Change is in the air


Even with the global supply chain struggling to move forward and numerous sectors stagnant or in severe recession courtesy of the persistent pandemic, the year’s end is in sight, and it has remained hectic amid the tectonic shake-ups in China’s legal and regulatory landscape, from the historically significant Civil Code to the legislative awakening of data and personal information protection.

Prologue-CBLJ2110China is hard at work with the legislative reform of its arbitration system, aiming to become an international model of excellence. Burning ambition, the cover story for this issue, decodes China’s major efforts in advancing its approaches for dispute resolution.

Arbitration institutions are revamping their processes during the pandemic, with Beijing International Arbitration Centre becoming the first of its mainland peers to adopt hourly billing for arbitrators’ fees. Likewise, ad hoc arbitration has been written into the draft amendment to the Arbitration Law, although hindrances are expected to hamper its future implementation.

As China’s film and TV industry rapidly evolves, so do the legal challenges and risks involved. Since the latest amended Copyright Law came into effect in June, introducing new concepts such as “audio-visual works” to the mix, corporate counsel like Li Jingjue, legal director at Huayi Brothers who shared with us her insights in Creative defences, must contend with drastically increased difficulties in right distribution, as well as novel forms of intellectual theft under the asylum of legal grey areas.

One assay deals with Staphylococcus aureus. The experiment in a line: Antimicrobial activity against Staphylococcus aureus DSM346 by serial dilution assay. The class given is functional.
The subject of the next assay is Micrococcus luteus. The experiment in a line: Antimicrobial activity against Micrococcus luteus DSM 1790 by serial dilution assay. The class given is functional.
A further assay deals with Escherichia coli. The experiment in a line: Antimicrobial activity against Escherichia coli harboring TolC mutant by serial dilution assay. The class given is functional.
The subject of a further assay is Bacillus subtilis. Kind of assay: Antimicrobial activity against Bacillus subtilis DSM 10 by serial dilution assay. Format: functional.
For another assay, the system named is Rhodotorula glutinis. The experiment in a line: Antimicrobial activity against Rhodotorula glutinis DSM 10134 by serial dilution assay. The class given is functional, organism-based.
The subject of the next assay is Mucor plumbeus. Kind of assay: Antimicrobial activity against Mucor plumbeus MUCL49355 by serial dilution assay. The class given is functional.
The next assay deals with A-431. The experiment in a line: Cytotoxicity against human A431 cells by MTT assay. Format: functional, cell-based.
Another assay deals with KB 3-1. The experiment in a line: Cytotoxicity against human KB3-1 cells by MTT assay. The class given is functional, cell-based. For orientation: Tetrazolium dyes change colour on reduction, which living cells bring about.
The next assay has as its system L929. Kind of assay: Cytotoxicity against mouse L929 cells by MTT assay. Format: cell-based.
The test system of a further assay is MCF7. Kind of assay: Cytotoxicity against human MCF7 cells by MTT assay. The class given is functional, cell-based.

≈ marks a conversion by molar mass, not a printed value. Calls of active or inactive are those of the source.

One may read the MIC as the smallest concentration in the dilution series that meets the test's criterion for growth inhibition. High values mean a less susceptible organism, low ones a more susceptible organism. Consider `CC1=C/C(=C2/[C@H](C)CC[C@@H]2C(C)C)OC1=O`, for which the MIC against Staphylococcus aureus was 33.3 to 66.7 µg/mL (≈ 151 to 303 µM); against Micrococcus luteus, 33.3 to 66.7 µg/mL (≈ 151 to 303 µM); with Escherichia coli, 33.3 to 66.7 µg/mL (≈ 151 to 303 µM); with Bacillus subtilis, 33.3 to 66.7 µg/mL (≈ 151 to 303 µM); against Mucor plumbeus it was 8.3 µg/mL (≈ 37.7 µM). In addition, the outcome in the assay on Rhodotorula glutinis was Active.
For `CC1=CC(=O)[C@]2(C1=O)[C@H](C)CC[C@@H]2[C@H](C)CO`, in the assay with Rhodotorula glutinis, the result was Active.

Meanwhile, Chinese law firms are actively optimising their billing arrangements to meet the rising demand for high-quality services in a legal market where fee structures are still dominated by businesses. Priced to please marks our fifth annual effort in illustrating the latest billing practice in China’s legal market. With a grasp on both law firm billing standards and corporate preferences, we examine the unique position of hourly billing in China and begin to make sense of its rise and fall.

The winter is coming, and days are getting colder. We wish that was all that is changing with the world’s perilous climate, but an alarming IPCC report would indicate otherwise.

In An inconvenient moment of truth, we take a close look at China’s green policy initiatives, and discuss what governments and corporations should, or indeed must, do to avert a climate crisis. Further, we ask the question: should lawyers be shouldering greater responsibilities in this?

Last, but not least, as part of our ongoing tour of China’s regional legal markets, our Cityscape train has arrived at the station of Guangzhou, the capital of the richest province. As demonstrated in Stepping up, this historically trade-centric city, although somewhat falling behind in terms of modernisation and finance in recent years, is in the middle of transforming into an advanced tech-based manufacturing hub, placing greater demands on legal services.